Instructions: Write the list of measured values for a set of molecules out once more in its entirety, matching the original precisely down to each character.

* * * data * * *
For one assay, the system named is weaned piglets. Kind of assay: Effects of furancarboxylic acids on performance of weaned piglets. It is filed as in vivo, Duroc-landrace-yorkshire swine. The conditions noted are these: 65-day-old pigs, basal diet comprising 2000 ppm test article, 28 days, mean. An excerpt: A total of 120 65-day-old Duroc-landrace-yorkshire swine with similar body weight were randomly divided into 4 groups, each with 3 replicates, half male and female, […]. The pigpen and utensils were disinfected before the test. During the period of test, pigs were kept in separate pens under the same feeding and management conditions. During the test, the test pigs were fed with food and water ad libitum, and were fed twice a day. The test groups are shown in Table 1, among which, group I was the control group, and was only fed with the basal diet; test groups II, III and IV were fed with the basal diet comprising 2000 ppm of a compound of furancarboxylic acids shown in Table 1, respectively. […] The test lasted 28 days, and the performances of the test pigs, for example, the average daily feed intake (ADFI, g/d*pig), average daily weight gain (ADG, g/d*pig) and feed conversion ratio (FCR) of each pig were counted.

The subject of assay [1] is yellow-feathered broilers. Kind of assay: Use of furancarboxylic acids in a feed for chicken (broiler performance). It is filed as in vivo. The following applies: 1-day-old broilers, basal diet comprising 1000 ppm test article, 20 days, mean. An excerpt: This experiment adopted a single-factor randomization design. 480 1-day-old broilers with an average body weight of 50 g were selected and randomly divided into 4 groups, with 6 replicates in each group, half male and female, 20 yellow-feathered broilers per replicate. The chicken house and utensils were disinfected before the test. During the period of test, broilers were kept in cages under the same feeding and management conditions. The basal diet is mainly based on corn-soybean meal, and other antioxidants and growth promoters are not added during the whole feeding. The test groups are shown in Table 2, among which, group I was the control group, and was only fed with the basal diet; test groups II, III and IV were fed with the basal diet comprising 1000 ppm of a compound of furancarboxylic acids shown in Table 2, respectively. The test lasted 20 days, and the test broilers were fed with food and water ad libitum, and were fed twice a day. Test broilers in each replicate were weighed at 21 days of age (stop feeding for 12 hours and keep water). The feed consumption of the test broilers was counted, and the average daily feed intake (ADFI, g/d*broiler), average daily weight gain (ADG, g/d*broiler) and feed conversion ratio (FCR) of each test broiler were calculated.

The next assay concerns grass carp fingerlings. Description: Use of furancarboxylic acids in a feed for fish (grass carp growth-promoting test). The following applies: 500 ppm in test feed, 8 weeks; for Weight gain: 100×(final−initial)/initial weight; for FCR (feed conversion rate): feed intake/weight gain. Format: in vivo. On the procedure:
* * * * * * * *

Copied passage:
For one assay, the system named is weaned piglets. Kind of assay: Effects of furancarboxylic acids on performance of weaned piglets. It is filed as in vivo, Duroc-landrace-yorkshire swine. The conditions noted are these: 65-day-old pigs, basal diet comprising 2000 ppm test article, 28 days, mean. An excerpt: A total of 120 65-day-old Duroc-landrace-yorkshire swine with similar body weight were randomly divided into 4 groups, each with 3 replicates, half male and female, […]. The pigpen and utensils were disinfected before the test. During the period of test, pigs were kept in separate pens under the same feeding and management conditions. During the test, the test pigs were fed with food and water ad libitum, and were fed twice a day. The test groups are shown in Table 1, among which, group I was the control group, and was only fed with the basal diet; test groups II, III and IV were fed with the basal diet comprising 2000 ppm of a compound of furancarboxylic acids shown in Table 1, respectively. […] The test lasted 28 days, and the performances of the test pigs, for example, the average daily feed intake (ADFI, g/d*pig), average daily weight gain (ADG, g/d*pig) and feed conversion ratio (FCR) of each pig were counted.

The subject of assay [1] is yellow-feathered broilers. Kind of assay: Use of furancarboxylic acids in a feed for chicken (broiler performance). It is filed as in vivo. The following applies: 1-day-old broilers, basal diet comprising 1000 ppm test article, 20 days, mean. An excerpt: This experiment adopted a single-factor randomization design. 480 1-day-old broilers with an average body weight of 50 g were selected and randomly divided into 4 groups, with 6 replicates in each group, half male and female, 20 yellow-feathered broilers per replicate. The chicken house and utensils were disinfected before the test. During the period of test, broilers were kept in cages under the same feeding and management conditions. The basal diet is mainly based on corn-soybean meal, and other antioxidants and growth promoters are not added during the whole feeding. The test groups are shown in Table 2, among which, group I was the control group, and was only fed with the basal diet; test groups II, III and IV were fed with the basal diet comprising 1000 ppm of a compound of furancarboxylic acids shown in Table 2, respectively. The test lasted 20 days, and the test broilers were fed with food and water ad libitum, and were fed twice a day. Test broilers in each replicate were weighed at 21 days of age (stop feeding for 12 hours and keep water). The feed consumption of the test broilers was counted, and the average daily feed intake (ADFI, g/d*broiler), average daily weight gain (ADG, g/d*broiler) and feed conversion ratio (FCR) of each test broiler were calculated.

The next assay concerns grass carp fingerlings. Description: Use of furancarboxylic acids in a feed for fish (grass carp growth-promoting test). The following applies: 500 ppm in test feed, 8 weeks; for Weight gain: 100×(final−initial)/initial weight; for FCR (feed conversion rate): feed intake/weight gain. Format: in vivo. On the procedure: